In practice, imperfect parallelograms can of course be tolerated provided that the steering induced by height variations are acceptable, for example because of limited amplitude or because these induced movements would be otherwise compensated (for example, by means of the steering control).

In this example the support axis (as) and pivot axis (ap) are secants. In the case illustrated here, of a vertical pivot axis passing through the centre of the wheel, this enables the forces undergone in particular by the rod 7 to be limited. The consequence of this particular configuration and of the aforesaid geometrical conditions is that the rocker axis (ar) and the arm axis (ab) are also secants. Naturally, this configuration is not essential. On the contrary, it can be advantageous to offset the said axes, for example for reasons of the space occupied.

FIGS. 1, 2 and 3 show a bracket 14 on the vertical lever 12. In the case of a non-steered wheel this bracket can receive the end of a track rod whose other end is then connected to the steering lever 13 in place of the track-rod 8. In this configuration the steering angle of the wheel is then fixed.

With reference to FIGS. 4 and 5, the letter I denotes the projection, in the vertical longitudinal plane, of the centre of articulation of the rod 7 on the anchorage 11, the letter J denotes the projection of the centre of articulation of the rod 7 on the vertical lever 12, the letter G denotes the projection of the arm axis (ab) and the letter H denotes the projection of the suspension support axis (as). In this vertical plane the points G, H, I and J preferably determine a parallelogram so that the orientation of the suspension support 4 relative to the body does not vary as a function of the body height. The figures show clearly that height variations are obtained directly by the deformation of this parallelogram GHIJ. It can also be understood that when the height variation mechanism is arranged so as to swivel in a vertical plane, i.e. if the arm and support axes are both horizontal and transverse, the height variations can take place virtually without changing track width and the wheel camber variations are then essentially identical to the variations of the tilt of the vehicle, i.e. to the height difference between each side of the vehicle.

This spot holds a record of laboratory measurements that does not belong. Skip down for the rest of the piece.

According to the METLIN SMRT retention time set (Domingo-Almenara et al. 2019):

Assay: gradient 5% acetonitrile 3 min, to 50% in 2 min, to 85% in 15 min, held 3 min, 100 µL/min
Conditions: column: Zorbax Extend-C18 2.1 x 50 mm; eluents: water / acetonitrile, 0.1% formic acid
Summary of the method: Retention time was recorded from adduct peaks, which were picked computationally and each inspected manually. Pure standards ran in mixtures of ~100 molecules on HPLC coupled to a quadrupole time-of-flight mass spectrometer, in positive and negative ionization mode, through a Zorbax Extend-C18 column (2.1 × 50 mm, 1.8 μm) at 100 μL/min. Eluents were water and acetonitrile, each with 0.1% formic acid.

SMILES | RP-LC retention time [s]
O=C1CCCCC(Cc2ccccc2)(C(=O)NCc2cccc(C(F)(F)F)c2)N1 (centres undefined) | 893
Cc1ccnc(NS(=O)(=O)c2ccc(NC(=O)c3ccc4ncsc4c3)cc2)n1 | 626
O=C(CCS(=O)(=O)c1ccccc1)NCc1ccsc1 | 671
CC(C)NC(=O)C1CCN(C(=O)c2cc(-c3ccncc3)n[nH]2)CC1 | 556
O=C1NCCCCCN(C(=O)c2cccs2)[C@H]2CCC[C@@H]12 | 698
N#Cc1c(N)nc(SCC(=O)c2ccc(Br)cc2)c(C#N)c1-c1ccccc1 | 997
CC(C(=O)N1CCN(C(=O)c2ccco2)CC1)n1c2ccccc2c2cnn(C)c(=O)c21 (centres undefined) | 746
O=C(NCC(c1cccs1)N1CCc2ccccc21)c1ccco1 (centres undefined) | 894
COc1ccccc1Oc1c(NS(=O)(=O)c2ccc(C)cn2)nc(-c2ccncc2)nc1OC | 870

In practice the height variation mechanism (3, 7, 11, 12) can constitute an imperfect parallelogram GHIJ provided that the movements induced by the height variations are acceptable, for example because their amplitude is limited.